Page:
"Let books be your dining table, / And you shall be full of delights. / Let them be your
And you shall sleep restful nights" (St. Ephraim the Syrian).

Friday, January 17, 2014

Iconoclasms Past and Present

With a colleague, an art historian expert in Renaissance Roman Catholic art, especially in Italy, I'm giving a lecture next month on "iconoclasms past and present." One of the people I'm drawing on, of course, is Leslie Brubaker, co-editor of a recent book: Stacy Boldrick, Leslie Brubaker et al, eds., Striking Images, Iconoclasms Past and Present (Ashgate, 2013), 236pp.

About this book we are told:
All cultures make, and break, images. Striking Images, Iconoclasms Past and Present explores how and why people have made and modified images and other cultural material from pre-history into the 21st century. With its impressive chronological sweep and disciplinary breadth, this is the first book about iconoclasm (the breaking of images) and the transformation of broader sets of signs that includes contributions from archaeologists, curators, and museum conservators as well as historians of art, literature and religious studies. The chapters examine themes critical to the study of iconoclasm: violence, punishment, memory, intentionality, ruins and relics and their survival. The conclusion shows how cross-disciplinary debate amongst the contributors informed Tate Britain's 'Art Under Attack' exhibition (2013) and addresses the challenges iconoclasm presents to the modern museum.By juxtaposing objects and places usually considered in isolation, Striking Images raises provocative questions about our understandings of cross-cultural differences and the value of representational objects from the broken swords of pre-historical bog graves to the Bamiyan Buddhas and contemporary art. Are any such objects ever 'finished', or are they simply subject to constant transformation? In dialogue with each other, the essays consider this question and expand the field of iconoclasm - and cultural - studies.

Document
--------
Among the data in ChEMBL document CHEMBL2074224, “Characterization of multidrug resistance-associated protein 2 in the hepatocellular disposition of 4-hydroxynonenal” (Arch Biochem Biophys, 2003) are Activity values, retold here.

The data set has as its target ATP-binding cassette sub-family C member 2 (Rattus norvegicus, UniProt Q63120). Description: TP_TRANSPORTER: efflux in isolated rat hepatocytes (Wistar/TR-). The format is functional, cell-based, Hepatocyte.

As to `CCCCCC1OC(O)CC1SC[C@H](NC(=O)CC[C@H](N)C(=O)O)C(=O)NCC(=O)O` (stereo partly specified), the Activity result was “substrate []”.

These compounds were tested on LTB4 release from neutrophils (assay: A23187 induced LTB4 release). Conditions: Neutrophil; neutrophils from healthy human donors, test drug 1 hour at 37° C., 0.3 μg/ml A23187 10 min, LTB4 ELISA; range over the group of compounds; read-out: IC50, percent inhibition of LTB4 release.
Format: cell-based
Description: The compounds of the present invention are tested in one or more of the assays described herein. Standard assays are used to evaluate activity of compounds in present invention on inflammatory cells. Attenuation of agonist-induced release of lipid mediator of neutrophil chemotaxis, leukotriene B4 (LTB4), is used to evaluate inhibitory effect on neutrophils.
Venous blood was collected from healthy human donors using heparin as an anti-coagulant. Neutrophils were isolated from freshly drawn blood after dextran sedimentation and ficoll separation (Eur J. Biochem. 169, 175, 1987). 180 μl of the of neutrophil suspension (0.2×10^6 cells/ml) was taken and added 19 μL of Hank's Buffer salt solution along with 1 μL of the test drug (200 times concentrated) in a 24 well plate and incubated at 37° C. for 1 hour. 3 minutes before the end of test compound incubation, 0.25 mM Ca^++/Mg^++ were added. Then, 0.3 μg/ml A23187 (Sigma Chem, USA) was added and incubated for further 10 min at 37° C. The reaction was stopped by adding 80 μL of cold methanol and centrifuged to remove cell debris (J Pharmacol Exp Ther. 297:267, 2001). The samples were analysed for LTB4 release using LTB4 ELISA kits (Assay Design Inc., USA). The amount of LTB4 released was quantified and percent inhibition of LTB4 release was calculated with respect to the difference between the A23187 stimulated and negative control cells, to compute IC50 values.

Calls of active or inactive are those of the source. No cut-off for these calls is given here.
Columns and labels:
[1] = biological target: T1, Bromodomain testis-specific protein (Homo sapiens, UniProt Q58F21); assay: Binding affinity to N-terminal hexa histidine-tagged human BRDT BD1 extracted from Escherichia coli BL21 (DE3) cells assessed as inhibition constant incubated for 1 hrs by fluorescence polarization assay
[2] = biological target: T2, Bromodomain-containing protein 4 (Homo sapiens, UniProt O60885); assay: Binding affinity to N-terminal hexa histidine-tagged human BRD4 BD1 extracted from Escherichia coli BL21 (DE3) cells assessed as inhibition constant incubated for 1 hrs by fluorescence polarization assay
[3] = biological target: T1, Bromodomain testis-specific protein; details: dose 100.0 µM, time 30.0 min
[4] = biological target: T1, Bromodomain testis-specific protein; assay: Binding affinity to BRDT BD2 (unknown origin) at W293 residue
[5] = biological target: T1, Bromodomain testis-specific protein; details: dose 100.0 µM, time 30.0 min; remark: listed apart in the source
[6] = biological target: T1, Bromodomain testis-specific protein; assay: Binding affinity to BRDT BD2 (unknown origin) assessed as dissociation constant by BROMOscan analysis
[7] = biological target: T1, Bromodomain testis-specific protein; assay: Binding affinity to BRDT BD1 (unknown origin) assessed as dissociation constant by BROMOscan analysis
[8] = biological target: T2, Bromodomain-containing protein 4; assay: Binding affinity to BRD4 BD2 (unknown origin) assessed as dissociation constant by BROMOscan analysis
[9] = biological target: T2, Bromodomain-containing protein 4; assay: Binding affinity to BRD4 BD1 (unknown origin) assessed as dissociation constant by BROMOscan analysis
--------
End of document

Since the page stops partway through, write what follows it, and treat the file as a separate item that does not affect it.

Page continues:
1 comment:

  1. The kind of iconoclasm dealt with by St. John of Damascus and the Seventh Ecumenical Council was based on theology; modern iconoclasm is not based so much on theology as it is based on other factors, such as a desire to look "modern" or "relevant". I wrote more about that on my blog: http://benedictinelutheran.blogspot.com/2013/12/christian-spirituality-and-five-senses.html


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